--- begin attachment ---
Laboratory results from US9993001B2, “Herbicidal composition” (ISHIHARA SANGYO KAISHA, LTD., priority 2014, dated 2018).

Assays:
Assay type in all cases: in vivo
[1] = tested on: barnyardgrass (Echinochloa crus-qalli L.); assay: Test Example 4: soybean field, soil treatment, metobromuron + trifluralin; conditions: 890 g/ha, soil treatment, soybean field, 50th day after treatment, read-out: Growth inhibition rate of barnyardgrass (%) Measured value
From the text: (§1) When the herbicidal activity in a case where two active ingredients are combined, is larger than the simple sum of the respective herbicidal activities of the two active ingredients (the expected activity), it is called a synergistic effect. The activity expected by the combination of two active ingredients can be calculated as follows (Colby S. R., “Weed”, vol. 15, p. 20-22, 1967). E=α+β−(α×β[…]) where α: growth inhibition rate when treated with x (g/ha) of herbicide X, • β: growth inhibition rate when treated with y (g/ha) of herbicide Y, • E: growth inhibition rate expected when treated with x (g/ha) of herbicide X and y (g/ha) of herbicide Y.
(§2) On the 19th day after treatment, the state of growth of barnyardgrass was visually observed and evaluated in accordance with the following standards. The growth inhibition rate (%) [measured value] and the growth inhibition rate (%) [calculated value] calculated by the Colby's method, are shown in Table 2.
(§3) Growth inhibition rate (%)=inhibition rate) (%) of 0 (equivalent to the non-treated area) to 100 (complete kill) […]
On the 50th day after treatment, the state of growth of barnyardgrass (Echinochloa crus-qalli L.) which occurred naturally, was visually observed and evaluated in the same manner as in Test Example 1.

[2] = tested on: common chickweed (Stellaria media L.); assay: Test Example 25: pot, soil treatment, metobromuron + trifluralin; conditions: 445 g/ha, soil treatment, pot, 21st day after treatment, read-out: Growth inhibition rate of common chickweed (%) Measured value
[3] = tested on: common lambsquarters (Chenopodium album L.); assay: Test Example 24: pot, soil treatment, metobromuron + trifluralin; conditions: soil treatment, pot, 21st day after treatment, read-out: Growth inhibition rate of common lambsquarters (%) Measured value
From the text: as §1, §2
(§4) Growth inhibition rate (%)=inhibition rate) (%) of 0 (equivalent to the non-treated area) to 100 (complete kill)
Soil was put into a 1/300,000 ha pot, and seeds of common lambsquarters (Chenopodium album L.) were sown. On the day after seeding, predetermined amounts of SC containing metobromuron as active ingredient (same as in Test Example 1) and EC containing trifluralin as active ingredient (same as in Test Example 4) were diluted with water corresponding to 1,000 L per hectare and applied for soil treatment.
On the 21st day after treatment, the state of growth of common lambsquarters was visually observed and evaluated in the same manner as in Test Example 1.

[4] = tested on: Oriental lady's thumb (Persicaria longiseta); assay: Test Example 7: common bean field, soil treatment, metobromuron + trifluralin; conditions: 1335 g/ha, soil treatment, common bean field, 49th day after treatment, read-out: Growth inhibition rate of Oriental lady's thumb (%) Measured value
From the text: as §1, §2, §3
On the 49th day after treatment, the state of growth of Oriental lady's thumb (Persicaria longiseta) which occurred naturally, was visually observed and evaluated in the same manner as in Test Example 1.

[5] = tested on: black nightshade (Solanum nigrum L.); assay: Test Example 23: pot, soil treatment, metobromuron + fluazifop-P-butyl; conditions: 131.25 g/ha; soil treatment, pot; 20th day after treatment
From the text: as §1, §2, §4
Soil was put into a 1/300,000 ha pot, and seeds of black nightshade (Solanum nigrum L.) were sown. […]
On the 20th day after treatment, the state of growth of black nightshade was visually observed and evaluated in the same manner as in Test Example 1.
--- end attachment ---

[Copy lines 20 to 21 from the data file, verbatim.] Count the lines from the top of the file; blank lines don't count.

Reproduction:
Soil was put into a 1/300,000 ha pot, and seeds of black nightshade (Solanum nigrum L.) were sown. […]
On the 20th day after treatment, the state of growth of black nightshade was visually observed and evaluated in the same manner as in Test Example 1.